You need to tell what you offer that benefits them. Tell them how you solve their troubles. Show them that you are the right business for the job by using a description that rouses action and clicks.

Add Your Discounts, Offers and Pricing Options

Whilst we just talked about testing if there is a need for prices to be added on your copy, providing offers, discounts, coupons and qualifiers are good to help people who are into the middle parts of their buying cycle.

People tend to check Google for purchase decisions and if you have a limited time offer, you might as well tell so you can use it to your advantage.

Cater to Your Mobile Audience

Mobile customers are amongst the fastest growing audience on Google – which is especially important because, unlike desktops, there’s only limited ways they can block off ads. This means that you have the opportunity to get their attention that is put on their small screens.

Make yourself easy to contact by providing your NAP (name, address, phone number) through location and call extensions. Offer specials that are exclusive or well suited to mobile users. Always make sure that your site is mobile friendly.

Create Consistent Messages in Ad Copy and Landing Page

Your landing page is an important website component that tries to funnel the customer towards a conversion or a purchase, so it’s important that your ad copy is consistent with the message that you provide in your pages.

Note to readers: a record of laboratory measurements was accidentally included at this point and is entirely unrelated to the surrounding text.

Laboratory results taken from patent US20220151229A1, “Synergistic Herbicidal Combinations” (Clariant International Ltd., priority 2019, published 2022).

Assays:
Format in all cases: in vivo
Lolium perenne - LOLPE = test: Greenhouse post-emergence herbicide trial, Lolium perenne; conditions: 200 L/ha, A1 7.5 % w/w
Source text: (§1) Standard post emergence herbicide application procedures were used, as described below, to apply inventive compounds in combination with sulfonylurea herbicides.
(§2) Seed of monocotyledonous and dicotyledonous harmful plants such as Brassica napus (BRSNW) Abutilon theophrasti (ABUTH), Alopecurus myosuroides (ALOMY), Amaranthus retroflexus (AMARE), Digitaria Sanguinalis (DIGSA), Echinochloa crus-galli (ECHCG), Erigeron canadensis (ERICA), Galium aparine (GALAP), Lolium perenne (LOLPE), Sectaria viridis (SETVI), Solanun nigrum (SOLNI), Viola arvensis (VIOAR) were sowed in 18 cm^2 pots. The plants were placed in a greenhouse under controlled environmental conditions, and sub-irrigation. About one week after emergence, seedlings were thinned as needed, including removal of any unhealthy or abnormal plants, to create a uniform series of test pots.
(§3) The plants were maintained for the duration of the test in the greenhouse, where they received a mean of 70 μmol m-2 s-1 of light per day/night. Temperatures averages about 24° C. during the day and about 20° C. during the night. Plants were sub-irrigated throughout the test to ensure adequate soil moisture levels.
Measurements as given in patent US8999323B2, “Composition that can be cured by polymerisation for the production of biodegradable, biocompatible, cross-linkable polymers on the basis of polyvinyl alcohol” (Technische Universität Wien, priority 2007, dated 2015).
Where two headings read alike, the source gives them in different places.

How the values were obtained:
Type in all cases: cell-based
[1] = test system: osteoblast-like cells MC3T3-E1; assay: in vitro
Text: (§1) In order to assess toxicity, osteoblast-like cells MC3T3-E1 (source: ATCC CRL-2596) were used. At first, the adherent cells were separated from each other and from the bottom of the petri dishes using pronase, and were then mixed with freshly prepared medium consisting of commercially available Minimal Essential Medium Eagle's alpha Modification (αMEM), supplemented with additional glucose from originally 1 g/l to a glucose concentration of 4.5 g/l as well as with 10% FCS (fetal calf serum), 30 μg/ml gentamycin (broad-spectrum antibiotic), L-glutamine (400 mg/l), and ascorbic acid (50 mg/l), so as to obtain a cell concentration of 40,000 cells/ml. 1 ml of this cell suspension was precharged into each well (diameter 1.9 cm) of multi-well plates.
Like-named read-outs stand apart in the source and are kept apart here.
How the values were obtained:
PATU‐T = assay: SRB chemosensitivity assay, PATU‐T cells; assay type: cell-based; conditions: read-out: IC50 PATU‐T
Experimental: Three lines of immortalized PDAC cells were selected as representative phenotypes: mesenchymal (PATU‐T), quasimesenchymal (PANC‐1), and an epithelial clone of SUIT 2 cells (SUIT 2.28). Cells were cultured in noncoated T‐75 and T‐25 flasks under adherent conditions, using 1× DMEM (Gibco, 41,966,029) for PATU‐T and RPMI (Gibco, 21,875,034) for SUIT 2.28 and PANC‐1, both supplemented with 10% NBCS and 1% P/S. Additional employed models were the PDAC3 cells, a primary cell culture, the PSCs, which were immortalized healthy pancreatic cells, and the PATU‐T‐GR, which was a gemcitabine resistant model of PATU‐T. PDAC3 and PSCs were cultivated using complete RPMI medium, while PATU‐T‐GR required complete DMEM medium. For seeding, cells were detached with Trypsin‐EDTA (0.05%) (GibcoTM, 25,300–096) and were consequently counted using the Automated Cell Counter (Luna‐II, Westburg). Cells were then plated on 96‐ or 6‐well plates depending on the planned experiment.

This does not only reflect professionalism but also the ability to stay consistent and have a unified front with your audience. What you need to keep in mind is that if the reader clicks your ad, they’re expecting a message similar to what they clicked.


There’s so much more nuance to Google Adwords than what we just discussed, but those are the basics that you need to understand. Next week, we will provide a how-to guide on how to navigate your Adwords account and how to start your first ad.

Why did the five part series come before the how-to? That’s because we want to equip you with the right information before we even get started. There’s no point in learning how to set up an ad if you don’t know how to write an ad copy in the first place.

Knowing the terms, the budgeting and the risks involved in Google Adwords empowers you to start on the right foot, rather than go in uninformed.

Part 1 – Beginner’s Guide to Google Adwords: What is PPC, Campaigns and Goal-Setting

Part 2 – Beginner’s Guide to Adwords Part 2: Streamlining Your Ad Budget

Part 3 -Beginner’s Guide to Adwords Part 3: The What and Why of Google’s Ad Group 

Part 4 – Beginner’s Guide to Adwords Part 4: Choosing the Right Keywords to Use

By | 2020-02-28T16:04:44+10:00 March 15th, 2018|Advertising|0 Comments